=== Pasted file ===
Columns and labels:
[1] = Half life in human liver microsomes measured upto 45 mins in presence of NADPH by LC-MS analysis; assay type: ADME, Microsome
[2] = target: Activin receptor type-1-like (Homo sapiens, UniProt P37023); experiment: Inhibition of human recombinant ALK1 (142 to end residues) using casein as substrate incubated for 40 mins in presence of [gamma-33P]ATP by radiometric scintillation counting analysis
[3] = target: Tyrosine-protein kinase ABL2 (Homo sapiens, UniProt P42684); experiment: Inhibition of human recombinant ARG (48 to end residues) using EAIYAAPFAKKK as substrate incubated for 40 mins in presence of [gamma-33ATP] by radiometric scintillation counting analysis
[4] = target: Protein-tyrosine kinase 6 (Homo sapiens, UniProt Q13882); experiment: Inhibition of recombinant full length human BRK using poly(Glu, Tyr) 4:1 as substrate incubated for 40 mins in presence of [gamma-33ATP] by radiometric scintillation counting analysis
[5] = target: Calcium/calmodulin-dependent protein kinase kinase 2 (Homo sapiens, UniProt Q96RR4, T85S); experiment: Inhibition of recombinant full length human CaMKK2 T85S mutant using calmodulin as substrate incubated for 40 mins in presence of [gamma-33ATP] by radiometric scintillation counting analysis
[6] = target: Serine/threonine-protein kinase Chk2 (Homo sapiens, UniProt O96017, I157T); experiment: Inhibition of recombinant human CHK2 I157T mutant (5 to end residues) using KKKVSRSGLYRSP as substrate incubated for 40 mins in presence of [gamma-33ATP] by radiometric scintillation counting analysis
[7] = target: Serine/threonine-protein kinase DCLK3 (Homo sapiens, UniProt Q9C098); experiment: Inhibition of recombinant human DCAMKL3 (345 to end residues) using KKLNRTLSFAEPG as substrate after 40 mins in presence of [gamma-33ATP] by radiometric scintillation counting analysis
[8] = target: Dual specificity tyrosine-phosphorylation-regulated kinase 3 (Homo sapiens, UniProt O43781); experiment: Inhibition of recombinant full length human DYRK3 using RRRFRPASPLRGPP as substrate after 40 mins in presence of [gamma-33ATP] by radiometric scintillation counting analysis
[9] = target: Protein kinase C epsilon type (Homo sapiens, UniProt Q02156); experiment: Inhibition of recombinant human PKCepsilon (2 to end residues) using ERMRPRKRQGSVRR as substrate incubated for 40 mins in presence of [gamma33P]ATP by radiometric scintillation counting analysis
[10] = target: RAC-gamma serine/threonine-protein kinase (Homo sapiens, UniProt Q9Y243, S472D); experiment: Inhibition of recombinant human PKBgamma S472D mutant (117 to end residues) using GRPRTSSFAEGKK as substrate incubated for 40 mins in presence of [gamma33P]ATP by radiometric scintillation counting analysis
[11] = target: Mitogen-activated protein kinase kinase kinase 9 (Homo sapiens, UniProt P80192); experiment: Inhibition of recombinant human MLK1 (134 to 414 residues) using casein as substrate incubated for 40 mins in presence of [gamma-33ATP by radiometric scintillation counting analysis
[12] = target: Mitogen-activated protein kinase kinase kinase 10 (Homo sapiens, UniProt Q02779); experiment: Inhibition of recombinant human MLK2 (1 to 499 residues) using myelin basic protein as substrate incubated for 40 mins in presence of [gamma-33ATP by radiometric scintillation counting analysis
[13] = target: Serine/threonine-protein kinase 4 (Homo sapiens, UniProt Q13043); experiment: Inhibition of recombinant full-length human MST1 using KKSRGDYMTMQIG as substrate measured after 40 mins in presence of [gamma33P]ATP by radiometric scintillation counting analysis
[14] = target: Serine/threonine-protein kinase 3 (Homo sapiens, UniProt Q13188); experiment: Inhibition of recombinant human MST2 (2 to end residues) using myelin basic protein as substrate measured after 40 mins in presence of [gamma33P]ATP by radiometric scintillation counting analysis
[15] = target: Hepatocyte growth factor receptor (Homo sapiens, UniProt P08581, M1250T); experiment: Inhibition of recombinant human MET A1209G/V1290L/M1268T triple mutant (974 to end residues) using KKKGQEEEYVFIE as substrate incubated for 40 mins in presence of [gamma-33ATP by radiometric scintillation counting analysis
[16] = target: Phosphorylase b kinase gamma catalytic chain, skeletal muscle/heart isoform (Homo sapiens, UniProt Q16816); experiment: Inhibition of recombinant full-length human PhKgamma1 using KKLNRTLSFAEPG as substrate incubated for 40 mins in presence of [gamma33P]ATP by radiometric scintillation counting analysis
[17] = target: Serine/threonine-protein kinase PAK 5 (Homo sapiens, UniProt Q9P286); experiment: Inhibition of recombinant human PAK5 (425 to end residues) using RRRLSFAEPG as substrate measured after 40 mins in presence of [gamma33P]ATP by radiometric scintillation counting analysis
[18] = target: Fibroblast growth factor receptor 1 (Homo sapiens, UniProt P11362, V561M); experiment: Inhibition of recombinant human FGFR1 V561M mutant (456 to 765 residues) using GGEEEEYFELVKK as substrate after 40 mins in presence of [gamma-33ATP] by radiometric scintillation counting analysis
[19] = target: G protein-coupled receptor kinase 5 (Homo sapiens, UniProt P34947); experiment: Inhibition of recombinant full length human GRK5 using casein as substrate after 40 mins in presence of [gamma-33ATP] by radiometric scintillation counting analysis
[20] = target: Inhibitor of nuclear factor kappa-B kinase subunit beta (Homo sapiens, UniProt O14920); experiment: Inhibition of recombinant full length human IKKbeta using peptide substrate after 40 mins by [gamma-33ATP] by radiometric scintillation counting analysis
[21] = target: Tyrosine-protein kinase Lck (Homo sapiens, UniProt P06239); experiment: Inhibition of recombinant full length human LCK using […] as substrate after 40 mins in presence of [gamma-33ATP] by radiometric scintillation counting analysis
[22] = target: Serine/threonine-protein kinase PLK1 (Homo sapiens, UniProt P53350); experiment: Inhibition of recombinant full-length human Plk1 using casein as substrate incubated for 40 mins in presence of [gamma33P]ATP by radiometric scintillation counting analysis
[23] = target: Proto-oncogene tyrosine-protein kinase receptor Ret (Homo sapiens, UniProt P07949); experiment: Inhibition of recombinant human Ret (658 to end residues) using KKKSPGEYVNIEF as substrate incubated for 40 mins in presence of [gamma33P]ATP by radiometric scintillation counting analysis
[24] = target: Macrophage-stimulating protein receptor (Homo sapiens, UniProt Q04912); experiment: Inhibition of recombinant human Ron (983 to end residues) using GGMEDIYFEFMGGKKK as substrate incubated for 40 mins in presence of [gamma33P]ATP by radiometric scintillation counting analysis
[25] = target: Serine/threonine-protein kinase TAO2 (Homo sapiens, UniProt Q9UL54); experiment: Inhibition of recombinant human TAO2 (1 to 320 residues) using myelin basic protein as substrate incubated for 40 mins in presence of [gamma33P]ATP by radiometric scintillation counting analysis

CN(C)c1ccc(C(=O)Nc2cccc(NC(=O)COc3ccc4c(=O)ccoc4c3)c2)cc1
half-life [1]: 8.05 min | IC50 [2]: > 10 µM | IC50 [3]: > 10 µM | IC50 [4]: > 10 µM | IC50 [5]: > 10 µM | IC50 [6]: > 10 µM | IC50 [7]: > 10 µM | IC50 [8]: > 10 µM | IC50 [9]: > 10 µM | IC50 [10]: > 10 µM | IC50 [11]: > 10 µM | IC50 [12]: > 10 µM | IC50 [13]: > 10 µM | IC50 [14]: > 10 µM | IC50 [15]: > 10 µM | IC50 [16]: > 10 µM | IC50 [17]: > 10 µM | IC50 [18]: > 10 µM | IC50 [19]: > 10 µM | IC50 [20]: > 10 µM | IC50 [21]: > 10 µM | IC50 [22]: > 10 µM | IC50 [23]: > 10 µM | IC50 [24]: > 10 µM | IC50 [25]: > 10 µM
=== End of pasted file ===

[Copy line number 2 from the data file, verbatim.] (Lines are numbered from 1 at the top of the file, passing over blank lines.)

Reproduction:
[1] = Half life in human liver microsomes measured upto 45 mins in presence of NADPH by LC-MS analysis; assay type: ADME, Microsome